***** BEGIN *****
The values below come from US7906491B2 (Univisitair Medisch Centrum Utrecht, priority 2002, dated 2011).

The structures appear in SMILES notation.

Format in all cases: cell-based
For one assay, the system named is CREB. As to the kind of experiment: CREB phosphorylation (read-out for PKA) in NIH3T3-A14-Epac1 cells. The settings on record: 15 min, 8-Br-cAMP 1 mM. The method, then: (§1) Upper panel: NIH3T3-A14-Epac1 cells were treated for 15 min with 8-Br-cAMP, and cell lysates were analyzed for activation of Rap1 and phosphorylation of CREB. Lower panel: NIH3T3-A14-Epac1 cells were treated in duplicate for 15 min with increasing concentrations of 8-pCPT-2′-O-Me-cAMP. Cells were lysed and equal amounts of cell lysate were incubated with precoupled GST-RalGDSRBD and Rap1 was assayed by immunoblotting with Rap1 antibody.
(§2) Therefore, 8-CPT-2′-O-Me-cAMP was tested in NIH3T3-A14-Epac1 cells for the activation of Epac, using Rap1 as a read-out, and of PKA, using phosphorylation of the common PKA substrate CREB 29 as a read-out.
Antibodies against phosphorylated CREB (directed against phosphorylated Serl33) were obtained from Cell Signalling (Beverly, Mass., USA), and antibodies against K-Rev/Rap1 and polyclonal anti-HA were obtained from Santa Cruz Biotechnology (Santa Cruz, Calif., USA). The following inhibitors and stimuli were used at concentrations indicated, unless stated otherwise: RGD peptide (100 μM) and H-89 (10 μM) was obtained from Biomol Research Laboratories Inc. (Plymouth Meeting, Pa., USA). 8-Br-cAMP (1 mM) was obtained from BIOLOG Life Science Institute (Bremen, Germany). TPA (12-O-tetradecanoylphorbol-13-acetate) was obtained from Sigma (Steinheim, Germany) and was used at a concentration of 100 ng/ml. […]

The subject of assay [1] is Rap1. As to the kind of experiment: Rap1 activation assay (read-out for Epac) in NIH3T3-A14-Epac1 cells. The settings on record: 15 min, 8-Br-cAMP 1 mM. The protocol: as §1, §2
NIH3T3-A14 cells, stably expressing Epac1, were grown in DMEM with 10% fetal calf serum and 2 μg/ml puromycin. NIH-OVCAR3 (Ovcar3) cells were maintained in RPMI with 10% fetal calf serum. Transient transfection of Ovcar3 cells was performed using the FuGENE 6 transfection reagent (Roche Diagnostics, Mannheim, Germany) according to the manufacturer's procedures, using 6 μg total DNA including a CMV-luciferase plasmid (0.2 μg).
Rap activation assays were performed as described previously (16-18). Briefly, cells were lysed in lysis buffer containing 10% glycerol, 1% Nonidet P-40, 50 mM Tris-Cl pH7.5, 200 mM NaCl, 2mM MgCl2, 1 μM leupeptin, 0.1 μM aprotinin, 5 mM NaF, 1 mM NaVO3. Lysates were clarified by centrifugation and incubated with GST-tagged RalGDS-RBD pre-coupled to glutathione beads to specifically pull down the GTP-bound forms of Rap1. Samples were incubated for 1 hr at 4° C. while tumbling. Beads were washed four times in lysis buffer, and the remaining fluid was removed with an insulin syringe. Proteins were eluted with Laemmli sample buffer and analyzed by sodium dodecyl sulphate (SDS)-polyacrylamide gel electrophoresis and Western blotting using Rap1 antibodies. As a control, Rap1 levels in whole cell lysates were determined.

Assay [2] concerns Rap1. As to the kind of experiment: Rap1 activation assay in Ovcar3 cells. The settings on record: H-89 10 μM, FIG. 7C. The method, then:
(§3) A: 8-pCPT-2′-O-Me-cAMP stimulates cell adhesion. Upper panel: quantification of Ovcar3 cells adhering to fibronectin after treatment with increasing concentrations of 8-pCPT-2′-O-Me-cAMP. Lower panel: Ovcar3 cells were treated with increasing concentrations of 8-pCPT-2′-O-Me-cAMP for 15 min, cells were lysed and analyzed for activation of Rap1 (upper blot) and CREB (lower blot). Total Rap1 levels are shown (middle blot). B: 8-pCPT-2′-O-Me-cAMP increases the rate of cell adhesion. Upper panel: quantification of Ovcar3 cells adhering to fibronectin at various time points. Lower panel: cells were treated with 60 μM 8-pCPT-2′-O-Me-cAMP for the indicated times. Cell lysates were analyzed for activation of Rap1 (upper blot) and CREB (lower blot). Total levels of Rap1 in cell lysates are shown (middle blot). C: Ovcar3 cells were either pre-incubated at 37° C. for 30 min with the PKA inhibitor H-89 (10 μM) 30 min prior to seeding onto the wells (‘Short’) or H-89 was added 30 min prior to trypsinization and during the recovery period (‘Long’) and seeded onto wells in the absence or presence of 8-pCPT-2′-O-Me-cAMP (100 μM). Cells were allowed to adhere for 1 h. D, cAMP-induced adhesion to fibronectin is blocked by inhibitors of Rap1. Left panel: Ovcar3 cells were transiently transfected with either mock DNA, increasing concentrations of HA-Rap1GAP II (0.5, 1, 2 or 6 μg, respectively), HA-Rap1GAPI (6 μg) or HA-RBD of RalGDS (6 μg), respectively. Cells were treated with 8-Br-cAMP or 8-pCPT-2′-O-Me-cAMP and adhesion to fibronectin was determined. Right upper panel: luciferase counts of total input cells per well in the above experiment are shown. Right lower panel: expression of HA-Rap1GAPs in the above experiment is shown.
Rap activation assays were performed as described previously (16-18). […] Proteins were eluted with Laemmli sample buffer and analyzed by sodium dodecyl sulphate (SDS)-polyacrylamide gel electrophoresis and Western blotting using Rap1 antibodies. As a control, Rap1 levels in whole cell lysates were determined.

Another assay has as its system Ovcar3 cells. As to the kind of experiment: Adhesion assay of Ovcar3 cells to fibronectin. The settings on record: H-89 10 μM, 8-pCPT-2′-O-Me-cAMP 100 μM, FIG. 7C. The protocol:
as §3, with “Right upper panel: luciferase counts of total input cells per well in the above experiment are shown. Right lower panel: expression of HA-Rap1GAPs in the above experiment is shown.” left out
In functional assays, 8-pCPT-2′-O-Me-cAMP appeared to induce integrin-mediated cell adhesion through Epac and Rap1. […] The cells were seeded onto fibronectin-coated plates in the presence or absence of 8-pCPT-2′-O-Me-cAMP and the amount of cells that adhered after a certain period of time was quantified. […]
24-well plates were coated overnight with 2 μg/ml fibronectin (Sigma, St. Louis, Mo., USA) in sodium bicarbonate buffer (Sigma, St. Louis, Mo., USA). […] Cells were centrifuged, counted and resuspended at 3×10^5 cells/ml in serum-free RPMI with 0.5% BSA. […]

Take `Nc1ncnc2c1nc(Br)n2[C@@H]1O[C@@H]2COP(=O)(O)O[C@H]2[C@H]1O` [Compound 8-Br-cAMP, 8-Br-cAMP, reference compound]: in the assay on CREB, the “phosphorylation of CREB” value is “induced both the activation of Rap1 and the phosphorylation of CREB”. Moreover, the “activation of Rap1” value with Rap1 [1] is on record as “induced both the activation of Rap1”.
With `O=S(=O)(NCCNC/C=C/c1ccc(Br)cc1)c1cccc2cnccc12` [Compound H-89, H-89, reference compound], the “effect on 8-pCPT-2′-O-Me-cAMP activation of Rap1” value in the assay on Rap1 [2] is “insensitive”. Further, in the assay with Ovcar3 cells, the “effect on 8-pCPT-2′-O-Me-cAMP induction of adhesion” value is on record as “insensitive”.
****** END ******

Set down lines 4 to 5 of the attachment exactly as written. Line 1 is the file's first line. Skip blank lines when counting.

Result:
For one assay, the system named is CREB. As to the kind of experiment: CREB phosphorylation (read-out for PKA) in NIH3T3-A14-Epac1 cells. The settings on record: 15 min, 8-Br-cAMP 1 mM. The method, then: (§1) Upper panel: NIH3T3-A14-Epac1 cells were treated for 15 min with 8-Br-cAMP, and cell lysates were analyzed for activation of Rap1 and phosphorylation of CREB. Lower panel: NIH3T3-A14-Epac1 cells were treated in duplicate for 15 min with increasing concentrations of 8-pCPT-2′-O-Me-cAMP. Cells were lysed and equal amounts of cell lysate were incubated with precoupled GST-RalGDSRBD and Rap1 was assayed by immunoblotting with Rap1 antibody.
(§2) Therefore, 8-CPT-2′-O-Me-cAMP was tested in NIH3T3-A14-Epac1 cells for the activation of Epac, using Rap1 as a read-out, and of PKA, using phosphorylation of the common PKA substrate CREB 29 as a read-out.